Are kevjumba and happyslip dating
And she’s getting exclusive interviews from celebs as well. He appears to now fully embrace his identity as a social canvas, a place for people to work through (or reinforce) their views on race, nationality, gender and sexuality.Tonya, of Tonya TKO, has continued to do what she does best: talking about her life and about “life” more broadly, in long, sparsely edited vlogs. She has a warm, best friend personality that every talk show personality needs (epitomized, of course, by Oprah).Gay (male) performers like Michael Buckley and Chris Crocker are also enormously popular.Among black performers, while less represented in the very top (aside from musicians Soulja Boy and David Sides), numerous comedians, from Imon Crosson, Asa Thibodaux, Bryan Oji, and David Spates, have racked up millions of views with sketch comedy and pop culture criticism.She’s maintaining that audience and even doing some new things. A postmodern, postcolonial black minstrel known for exaggerating black stereotypes and a self-professed “Intellectual Chameleon” and “Internet Phenomenon,” he nonetheless seems to be focusing less of ridiculous histrionics and instead on his music and losing weight in 2010. Pregnant has managed to grow his audience to around 40,000, up about 40% from when I interviewed him, but probably down from where he could’ve been before You Tube shut down his channel awhile ago.Recently she got a major scoop and outed a professional football player, Ovie Mughelli, publishing documents on her blog from his jilted ex-lover to prove his story right. He’s done something very interesting with his website, changing it from a home for his music and videos to a forum page for fans and user rants.That said, other women of color, like Christine Gambito (Happy Slip) and Michelle Phan (beauty) and to a lesser extent Alexis K Tylor, do rather well for themselves.Here’s a look at how some of the vloggers I interviewed in 2008 are doing: Without a doubt, the You Tuber I was most surprised by was Alonzo Lerone, who, when I interviewed him back in 2008, was posting about personal, serious issues and looking for a way to broaden his fan base.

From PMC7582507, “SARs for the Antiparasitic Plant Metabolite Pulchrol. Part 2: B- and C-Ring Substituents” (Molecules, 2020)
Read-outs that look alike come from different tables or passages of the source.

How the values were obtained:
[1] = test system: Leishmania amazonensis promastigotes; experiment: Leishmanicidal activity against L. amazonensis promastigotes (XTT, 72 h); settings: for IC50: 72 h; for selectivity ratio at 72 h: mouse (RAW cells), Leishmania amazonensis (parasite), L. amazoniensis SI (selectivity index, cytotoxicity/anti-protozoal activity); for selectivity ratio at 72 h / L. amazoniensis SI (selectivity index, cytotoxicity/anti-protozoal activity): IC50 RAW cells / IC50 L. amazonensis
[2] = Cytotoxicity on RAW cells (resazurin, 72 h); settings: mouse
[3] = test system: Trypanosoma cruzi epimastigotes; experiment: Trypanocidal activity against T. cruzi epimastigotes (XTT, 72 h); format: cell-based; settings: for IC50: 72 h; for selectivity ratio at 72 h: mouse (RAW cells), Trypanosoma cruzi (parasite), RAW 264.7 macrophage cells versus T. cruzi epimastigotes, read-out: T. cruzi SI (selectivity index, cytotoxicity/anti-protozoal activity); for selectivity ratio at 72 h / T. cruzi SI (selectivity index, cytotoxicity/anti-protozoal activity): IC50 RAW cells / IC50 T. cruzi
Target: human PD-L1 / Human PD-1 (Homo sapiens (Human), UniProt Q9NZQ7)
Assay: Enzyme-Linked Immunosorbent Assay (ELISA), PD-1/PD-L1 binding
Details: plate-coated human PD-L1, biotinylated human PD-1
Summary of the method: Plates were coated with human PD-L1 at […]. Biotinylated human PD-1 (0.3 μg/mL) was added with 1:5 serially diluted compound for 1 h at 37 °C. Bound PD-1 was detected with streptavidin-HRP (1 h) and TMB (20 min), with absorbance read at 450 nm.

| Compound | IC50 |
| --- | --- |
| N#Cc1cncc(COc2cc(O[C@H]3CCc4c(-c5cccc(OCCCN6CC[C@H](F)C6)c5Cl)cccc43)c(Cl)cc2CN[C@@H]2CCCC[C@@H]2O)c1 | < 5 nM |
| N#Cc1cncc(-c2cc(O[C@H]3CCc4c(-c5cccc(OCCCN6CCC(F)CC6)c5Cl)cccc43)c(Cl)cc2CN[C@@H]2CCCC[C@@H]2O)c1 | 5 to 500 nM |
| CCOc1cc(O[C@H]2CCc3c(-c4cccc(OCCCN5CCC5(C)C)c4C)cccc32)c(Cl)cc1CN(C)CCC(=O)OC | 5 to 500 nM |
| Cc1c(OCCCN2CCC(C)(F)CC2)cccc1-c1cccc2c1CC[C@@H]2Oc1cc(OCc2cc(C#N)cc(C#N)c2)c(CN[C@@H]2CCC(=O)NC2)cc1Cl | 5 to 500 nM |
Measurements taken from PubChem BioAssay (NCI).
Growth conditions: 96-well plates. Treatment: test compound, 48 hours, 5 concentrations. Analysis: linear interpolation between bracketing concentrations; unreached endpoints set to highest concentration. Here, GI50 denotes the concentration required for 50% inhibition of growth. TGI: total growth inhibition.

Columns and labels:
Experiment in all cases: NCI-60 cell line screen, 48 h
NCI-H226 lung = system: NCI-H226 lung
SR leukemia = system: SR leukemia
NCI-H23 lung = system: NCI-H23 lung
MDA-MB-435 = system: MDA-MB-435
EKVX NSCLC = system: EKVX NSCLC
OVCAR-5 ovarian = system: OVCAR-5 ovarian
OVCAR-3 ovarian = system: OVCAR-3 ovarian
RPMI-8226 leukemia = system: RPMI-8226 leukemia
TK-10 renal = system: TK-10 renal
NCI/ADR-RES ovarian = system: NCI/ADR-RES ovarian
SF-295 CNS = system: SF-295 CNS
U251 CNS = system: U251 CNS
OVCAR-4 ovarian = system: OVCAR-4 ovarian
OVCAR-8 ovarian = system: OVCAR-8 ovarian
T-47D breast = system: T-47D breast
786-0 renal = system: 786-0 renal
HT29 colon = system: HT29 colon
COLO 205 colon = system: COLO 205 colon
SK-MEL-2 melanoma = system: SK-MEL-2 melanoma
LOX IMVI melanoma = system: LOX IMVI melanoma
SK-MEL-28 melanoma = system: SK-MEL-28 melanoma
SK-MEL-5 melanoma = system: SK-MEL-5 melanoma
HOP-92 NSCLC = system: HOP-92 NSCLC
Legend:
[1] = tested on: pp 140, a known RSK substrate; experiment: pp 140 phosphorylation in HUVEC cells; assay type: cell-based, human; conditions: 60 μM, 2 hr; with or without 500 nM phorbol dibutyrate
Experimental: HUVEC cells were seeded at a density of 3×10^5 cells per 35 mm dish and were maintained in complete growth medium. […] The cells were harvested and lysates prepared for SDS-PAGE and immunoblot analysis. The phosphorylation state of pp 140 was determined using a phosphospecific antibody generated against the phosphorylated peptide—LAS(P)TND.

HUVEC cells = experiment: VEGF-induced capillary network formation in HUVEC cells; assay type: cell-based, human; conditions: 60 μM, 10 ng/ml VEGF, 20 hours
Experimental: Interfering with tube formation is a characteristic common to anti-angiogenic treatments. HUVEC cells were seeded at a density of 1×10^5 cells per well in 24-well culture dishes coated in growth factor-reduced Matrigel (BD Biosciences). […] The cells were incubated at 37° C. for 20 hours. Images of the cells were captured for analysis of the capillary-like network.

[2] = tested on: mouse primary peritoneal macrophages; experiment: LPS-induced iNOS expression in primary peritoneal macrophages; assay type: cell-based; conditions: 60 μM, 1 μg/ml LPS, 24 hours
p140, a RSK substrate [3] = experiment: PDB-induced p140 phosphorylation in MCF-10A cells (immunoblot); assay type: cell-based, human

But if people are so concerned about what I do then they can follow the instructions on my page on how to find out.Barrett (Barrett TV) is a sketch comedian, who, while still far from Alphacat levels, has managed to maintain a slowly growing audience of now 7,000 people.Barrett mixes sketches, spoofs and antics (his latest is a quest to be on the Wendy Williams Show), with the occasional vlog about various social issues.I suppose his blog initially gained attention for various videos of him dancing shirtless, which, if you watch them, you can see why they’re popular.“I’m a little bit of an exhibitionist,” he acknowledged in our interview.“I’m just a firm believer in the principle that if you have the voice and opportunity to speak on it, use it, especially if its a social issue that pertains to you and others you know,” she told me.When I interviewed her, she was already doing quite well, with a fairly popular blog and around 15,000 subscribers.Still, there are a lot of talented people of color who don’t quite break through — disproportionately, it seems, these vloggers are women.Years ago, Token Black Chic appeared poised to enter the site’s highest tier, but she has largely stopped posting.His goal was “not to be famous, but to be helping the most people out that I can.” Now he has over 28,000 followers. It seems he made a very astute shift to pop culture commentary, specifically, music video and TV reviews.These reviews make up the bulk of his popular videos, many of them million-viewers hits, including a remake of a Beyonce song, done in drag.